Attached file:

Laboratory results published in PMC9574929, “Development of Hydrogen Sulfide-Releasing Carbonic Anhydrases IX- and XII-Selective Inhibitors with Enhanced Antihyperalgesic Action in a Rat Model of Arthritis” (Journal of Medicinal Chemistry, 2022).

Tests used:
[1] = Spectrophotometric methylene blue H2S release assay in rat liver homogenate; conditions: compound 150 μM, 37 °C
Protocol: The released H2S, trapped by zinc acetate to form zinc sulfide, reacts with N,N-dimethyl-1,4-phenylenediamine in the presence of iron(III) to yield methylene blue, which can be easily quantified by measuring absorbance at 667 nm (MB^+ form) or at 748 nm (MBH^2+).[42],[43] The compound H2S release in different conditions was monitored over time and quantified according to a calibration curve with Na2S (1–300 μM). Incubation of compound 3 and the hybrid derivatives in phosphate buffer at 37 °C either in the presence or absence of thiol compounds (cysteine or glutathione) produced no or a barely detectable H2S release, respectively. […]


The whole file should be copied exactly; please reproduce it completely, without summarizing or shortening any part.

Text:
Laboratory results published in PMC9574929, “Development of Hydrogen Sulfide-Releasing Carbonic Anhydrases IX- and XII-Selective Inhibitors with Enhanced Antihyperalgesic Action in a Rat Model of Arthritis” (Journal of Medicinal Chemistry, 2022).

Tests used:
[1] = Spectrophotometric methylene blue H2S release assay in rat liver homogenate; conditions: compound 150 μM, 37 °C
Protocol: The released H2S, trapped by zinc acetate to form zinc sulfide, reacts with N,N-dimethyl-1,4-phenylenediamine in the presence of iron(III) to yield methylene blue, which can be easily quantified by measuring absorbance at 667 nm (MB^+ form) or at 748 nm (MBH^2+).[42],[43] The compound H2S release in different conditions was monitored over time and quantified according to a calibration curve with Na2S (1–300 μM). Incubation of compound 3 and the hybrid derivatives in phosphate buffer at 37 °C either in the presence or absence of thiol compounds (cysteine or glutathione) produced no or a barely detectable H2S release, respectively. […]